But these low projections do not only affect farmers, they also affect larger urban areas and disadvantaged rural communities in the Central Valley. Joan Maher, Deputy Operating Officer for Water Supply for the Santa Clara Valley Water District explained that significant risk exists for urban areas if the BDCP is not implemented, many residents of urban areas, she argues, “are already seeing impacts on the price of water and produce.” The threats to disadvantaged communities seem even more immediate as scarcity of water translates into undrinkable water as well as fewer agricultural jobs that are the main source of income for these type of communities. A local Mendota resident voiced that after the drought period in 2009, “**it was embarrassing to stand in food lines, when all our people wanted to do was work, but there was no work available!**”
The woman’s arguments resemble some of the concerns that many people working to attain environmental justice have. In coming months, more discussion and analysis will be made to the BDCP including an Environmental Impact Report that will answer more questions about the environmental hazards that will arise or be solved by this proposal. Community residents in the San Joaquin Valley need to remain engaged in this important process in order to make sure that disadvantaged communities are not disproportionately burdened at any time during the implementation of the Bay Delta Conservation Plan.
Two areas that residents and environmental justice groups are already expressing concern over are in regards to cost and unexpected delays in the construction period. Much of the $19.4 billion allocated to the construction period will come from water district payments, many districts will thus turn to consumers for that money. In small districts, which traditionally are already unable to provide potable water, this could mean significant increases in the water bill for residents. More expensive rates are an extra burden for residents who are also expected to purchase bottled drinking water. Since many officials agree that more water quantity will also translate to better water quality, it is expected for these districts to argue that increases in the water bill will yield potable water. However, if residents are asked to pay more from the get go, there will be a transition period in which they will be charged more and still have no access to potable water. Any unexpected delays to the conveying process only furthers the burden to these communities.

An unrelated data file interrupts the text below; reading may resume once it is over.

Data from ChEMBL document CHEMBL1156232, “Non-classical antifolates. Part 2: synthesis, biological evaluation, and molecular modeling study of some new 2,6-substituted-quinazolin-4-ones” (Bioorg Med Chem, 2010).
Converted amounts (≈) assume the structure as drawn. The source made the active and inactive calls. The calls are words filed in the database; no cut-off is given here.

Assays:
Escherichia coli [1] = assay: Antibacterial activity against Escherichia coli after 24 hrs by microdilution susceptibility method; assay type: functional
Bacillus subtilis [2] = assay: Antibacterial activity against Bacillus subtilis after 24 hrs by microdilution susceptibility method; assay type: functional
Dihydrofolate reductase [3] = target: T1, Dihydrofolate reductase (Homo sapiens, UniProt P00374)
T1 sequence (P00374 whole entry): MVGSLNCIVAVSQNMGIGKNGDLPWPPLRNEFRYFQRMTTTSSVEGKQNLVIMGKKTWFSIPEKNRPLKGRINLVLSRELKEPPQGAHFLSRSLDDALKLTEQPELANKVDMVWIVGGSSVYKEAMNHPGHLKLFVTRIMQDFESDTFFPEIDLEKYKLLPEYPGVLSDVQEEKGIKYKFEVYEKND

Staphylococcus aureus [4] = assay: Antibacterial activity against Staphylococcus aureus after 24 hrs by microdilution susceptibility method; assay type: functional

To prevent these outcomes it is important for the community to voice these concerns and demand more just alternatives. One opportunity to engage and demand will be during the introduction of legislation for a Water Bond. Many legislators expect that a bill could go out to the voters in 2014 or 2016. The water bond has been delayed previously because legislators wanted to get a strong piece of legislature that would actually score well with both party electorates. The water bond is expected to have three key elements: money for storage, plan to fix the delta, and water quality bonds. The last of which will be important for small water districts that are currently unable to provide potable water. Residents can mobilize and demand that these funds to better water quality are in fact part of the bill.
At this point CCEJN does not have a formal position in regards to the BDCP but is excited that much discussion is occurring around this key issue that critically affects so many communities in the Central Valley. In the near future, we expect to form a coordinated position with many of our allies in order to push and make environmentally just recommendations to officials. Please remain engaged with us as we follow this process.
**translated from Spanish**